My main methodology is somewhat paradoxical, now that I think about it. It combines a deeply intuitive process with my love of organized cataloguing systems, serendipity with ordered structures. I tend to gravitate to conceptual themes, and then categorically collect sounds and images I associate with those themes. I hoard these collections, sometimes many at one time, until I feel I have enough raw material to make a compositional structure from. From this point, the process is completely intuitive and largely subtractive- creating linkages, resonances and patterns both visually and aurally, iteratively refining the composition as one would edit a film until it feels complete, succinct and somehow transcendent of the original materials. I am a great believer in the value of editing in any medium, so I spend a lot of time on that part.

5. Tell me something about the instruments, technical equipment or tools you use?

I use a hard disc recorder to record sounds (usually in my kitchen late at night because it’s the quietest), an old beatup video camera to record my images, and Max/MSP and SuperCollider to build the software instruments to process both in real time from my computer. I use a midi controller to play my homemade software instruments.

6. How about producing and financing your musical productions?

I am very fortunate in that I have access to recording and post-production facilities through my job, and that the technical skills of my job benefit me enormously in the producing of my own work. Yet I still find it challenging both in terms of time and money to produce my work- I tend to work a lot with archival video and film- these transfers are enormously expensive and the material very labor-intensive to research. I will say that public archives and open source software have created options that did not exist fifteen years ago, when I graduated from film school. Ironically, expense was one of my initial impetuses to start making sound art, because I could not afford to continue making films once I was outside the academic system, but I could afford to record and edit audio on consumer-grade equipment.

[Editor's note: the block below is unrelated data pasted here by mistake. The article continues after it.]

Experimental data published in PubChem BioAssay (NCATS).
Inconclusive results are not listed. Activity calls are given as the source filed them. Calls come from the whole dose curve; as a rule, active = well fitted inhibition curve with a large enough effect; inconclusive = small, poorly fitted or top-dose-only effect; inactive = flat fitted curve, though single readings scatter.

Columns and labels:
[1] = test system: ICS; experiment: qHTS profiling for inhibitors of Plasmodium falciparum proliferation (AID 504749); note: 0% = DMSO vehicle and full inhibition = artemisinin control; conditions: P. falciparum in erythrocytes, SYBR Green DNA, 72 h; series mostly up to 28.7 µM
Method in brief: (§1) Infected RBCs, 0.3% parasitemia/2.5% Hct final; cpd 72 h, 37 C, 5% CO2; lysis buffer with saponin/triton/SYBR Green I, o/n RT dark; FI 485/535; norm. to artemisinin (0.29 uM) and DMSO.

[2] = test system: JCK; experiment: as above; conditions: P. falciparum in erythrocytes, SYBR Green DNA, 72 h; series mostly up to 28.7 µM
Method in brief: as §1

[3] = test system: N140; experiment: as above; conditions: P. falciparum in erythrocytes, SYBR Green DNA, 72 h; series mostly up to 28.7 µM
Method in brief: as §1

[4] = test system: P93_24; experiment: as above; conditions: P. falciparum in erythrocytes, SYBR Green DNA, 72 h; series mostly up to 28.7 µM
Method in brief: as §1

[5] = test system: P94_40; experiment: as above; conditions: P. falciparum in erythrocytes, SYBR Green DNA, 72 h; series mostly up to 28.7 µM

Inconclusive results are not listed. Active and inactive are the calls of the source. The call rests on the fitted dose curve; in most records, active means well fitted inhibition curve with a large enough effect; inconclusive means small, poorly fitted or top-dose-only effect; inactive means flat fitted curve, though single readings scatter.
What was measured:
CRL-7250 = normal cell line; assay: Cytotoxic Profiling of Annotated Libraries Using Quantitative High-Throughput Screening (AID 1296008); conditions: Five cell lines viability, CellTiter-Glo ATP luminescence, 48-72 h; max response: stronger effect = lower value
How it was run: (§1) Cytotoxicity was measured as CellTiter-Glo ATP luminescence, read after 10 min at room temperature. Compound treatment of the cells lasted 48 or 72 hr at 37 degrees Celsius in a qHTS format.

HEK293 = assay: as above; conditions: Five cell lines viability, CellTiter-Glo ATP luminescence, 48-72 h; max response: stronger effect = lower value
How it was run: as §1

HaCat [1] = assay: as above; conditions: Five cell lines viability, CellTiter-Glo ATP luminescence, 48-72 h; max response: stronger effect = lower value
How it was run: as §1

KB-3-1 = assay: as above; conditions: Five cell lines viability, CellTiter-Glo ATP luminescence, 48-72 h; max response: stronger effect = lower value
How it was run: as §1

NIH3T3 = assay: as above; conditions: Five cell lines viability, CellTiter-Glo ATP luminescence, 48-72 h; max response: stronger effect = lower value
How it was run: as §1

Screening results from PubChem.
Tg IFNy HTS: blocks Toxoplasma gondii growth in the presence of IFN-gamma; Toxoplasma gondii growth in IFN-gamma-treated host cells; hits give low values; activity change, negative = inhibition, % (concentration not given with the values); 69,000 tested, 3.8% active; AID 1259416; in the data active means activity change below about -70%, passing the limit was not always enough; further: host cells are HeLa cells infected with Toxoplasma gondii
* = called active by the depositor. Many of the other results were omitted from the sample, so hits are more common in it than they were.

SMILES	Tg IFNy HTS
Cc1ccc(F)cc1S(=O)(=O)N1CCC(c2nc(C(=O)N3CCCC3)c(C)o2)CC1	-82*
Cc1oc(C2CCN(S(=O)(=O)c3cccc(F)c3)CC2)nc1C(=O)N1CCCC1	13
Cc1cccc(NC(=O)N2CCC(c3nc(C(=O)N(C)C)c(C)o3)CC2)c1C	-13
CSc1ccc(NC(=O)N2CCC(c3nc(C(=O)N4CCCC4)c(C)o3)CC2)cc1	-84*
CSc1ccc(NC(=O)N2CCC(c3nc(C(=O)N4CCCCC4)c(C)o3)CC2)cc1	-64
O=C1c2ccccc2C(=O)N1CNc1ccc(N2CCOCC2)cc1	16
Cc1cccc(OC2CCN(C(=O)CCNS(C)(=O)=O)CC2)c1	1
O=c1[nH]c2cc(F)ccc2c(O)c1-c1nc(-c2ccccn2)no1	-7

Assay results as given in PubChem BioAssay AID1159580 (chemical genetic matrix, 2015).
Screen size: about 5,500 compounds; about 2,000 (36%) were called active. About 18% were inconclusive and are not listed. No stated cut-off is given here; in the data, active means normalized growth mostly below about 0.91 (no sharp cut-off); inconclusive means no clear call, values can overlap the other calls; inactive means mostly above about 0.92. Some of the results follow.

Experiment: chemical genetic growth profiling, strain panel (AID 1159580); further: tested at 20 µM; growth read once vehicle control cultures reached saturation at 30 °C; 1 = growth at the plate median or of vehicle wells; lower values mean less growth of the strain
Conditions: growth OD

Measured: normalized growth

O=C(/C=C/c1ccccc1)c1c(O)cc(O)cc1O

7. Do you work individually as a musician/soundartist or in a group or collaborative? If you have experience in both, what is the difference, what do you prefer?

I do both and have contextual preferences for each. I tend to collaborate only on musical projects, whereas my individual work is pretty evenly split between music composition and live audio/visual performance. My own music tends to be more cellular and predeterminate, especially when there is video involved, I like to improvise very much but feel my skills in this area to be somewhat nascent, so this has been a very fruitful aspect of collaboration for me. I have had the great fortune to have improvisatory collaborations with some very sensitive and gifted players- William Fowler Collins, Joel Pickard and Seth Warren most notably- and this has increased my confidence and enthusiasm for the form enormously.

8. Is there any group, composer, style or movement which has a lasting influence on making music?

Too many and in too many ways to detail here.

9. What are your future plans or dreams as a soundartist or musician?

I hope to tour more and also have opportunities for more collaborations. I miss having a long-term collaborative project but also realize that is a very special relationship. I intend to continue my explorations blurring the line between representational and musical sounds.

Can works of yours experienced online besides on SoundLAB? Where? List some links & resources

Yes, at my website